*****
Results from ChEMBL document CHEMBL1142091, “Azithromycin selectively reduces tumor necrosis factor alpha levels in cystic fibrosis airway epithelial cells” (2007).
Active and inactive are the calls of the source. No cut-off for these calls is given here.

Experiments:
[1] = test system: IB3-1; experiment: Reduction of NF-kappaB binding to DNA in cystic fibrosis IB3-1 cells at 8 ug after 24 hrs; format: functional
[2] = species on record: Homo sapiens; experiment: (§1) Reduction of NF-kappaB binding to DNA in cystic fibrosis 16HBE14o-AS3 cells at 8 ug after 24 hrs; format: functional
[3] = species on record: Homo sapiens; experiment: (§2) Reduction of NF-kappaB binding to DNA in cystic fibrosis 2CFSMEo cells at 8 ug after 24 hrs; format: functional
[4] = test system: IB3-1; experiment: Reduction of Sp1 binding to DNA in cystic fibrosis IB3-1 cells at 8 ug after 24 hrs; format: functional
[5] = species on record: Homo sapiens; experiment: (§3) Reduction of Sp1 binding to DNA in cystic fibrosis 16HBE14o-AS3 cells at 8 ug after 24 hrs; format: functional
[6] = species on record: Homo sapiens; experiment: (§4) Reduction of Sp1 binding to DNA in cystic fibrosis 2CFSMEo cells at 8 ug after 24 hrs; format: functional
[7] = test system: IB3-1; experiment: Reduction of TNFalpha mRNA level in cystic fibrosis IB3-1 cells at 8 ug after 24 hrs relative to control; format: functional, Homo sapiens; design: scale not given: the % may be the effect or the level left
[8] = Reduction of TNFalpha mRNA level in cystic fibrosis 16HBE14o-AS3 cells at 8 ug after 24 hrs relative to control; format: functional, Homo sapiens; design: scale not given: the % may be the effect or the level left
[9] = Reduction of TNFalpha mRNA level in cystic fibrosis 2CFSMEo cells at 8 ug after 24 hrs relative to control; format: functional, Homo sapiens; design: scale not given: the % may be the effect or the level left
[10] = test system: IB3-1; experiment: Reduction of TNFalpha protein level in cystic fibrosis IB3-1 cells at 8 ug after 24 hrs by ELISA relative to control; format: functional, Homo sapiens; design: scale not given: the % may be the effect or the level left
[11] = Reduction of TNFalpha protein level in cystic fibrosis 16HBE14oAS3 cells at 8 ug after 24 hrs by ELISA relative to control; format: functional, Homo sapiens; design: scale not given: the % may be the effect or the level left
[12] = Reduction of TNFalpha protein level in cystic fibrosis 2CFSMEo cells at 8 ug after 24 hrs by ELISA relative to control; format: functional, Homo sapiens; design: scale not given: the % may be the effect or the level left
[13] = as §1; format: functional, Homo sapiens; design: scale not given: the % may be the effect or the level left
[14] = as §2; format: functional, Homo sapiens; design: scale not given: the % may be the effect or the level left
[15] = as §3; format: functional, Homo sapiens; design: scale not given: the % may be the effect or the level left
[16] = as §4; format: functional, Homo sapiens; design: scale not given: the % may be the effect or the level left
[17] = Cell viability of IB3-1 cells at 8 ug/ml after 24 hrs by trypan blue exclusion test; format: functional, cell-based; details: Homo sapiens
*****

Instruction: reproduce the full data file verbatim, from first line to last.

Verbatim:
Results from ChEMBL document CHEMBL1142091, “Azithromycin selectively reduces tumor necrosis factor alpha levels in cystic fibrosis airway epithelial cells” (2007).
Active and inactive are the calls of the source. No cut-off for these calls is given here.

Experiments:
[1] = test system: IB3-1; experiment: Reduction of NF-kappaB binding to DNA in cystic fibrosis IB3-1 cells at 8 ug after 24 hrs; format: functional
[2] = species on record: Homo sapiens; experiment: (§1) Reduction of NF-kappaB binding to DNA in cystic fibrosis 16HBE14o-AS3 cells at 8 ug after 24 hrs; format: functional
[3] = species on record: Homo sapiens; experiment: (§2) Reduction of NF-kappaB binding to DNA in cystic fibrosis 2CFSMEo cells at 8 ug after 24 hrs; format: functional
[4] = test system: IB3-1; experiment: Reduction of Sp1 binding to DNA in cystic fibrosis IB3-1 cells at 8 ug after 24 hrs; format: functional
[5] = species on record: Homo sapiens; experiment: (§3) Reduction of Sp1 binding to DNA in cystic fibrosis 16HBE14o-AS3 cells at 8 ug after 24 hrs; format: functional
[6] = species on record: Homo sapiens; experiment: (§4) Reduction of Sp1 binding to DNA in cystic fibrosis 2CFSMEo cells at 8 ug after 24 hrs; format: functional
[7] = test system: IB3-1; experiment: Reduction of TNFalpha mRNA level in cystic fibrosis IB3-1 cells at 8 ug after 24 hrs relative to control; format: functional, Homo sapiens; design: scale not given: the % may be the effect or the level left
[8] = Reduction of TNFalpha mRNA level in cystic fibrosis 16HBE14o-AS3 cells at 8 ug after 24 hrs relative to control; format: functional, Homo sapiens; design: scale not given: the % may be the effect or the level left
[9] = Reduction of TNFalpha mRNA level in cystic fibrosis 2CFSMEo cells at 8 ug after 24 hrs relative to control; format: functional, Homo sapiens; design: scale not given: the % may be the effect or the level left
[10] = test system: IB3-1; experiment: Reduction of TNFalpha protein level in cystic fibrosis IB3-1 cells at 8 ug after 24 hrs by ELISA relative to control; format: functional, Homo sapiens; design: scale not given: the % may be the effect or the level left
[11] = Reduction of TNFalpha protein level in cystic fibrosis 16HBE14oAS3 cells at 8 ug after 24 hrs by ELISA relative to control; format: functional, Homo sapiens; design: scale not given: the % may be the effect or the level left
[12] = Reduction of TNFalpha protein level in cystic fibrosis 2CFSMEo cells at 8 ug after 24 hrs by ELISA relative to control; format: functional, Homo sapiens; design: scale not given: the % may be the effect or the level left
[13] = as §1; format: functional, Homo sapiens; design: scale not given: the % may be the effect or the level left
[14] = as §2; format: functional, Homo sapiens; design: scale not given: the % may be the effect or the level left
[15] = as §3; format: functional, Homo sapiens; design: scale not given: the % may be the effect or the level left
[16] = as §4; format: functional, Homo sapiens; design: scale not given: the % may be the effect or the level left
[17] = Cell viability of IB3-1 cells at 8 ug/ml after 24 hrs by trypan blue exclusion test; format: functional, cell-based; details: Homo sapiens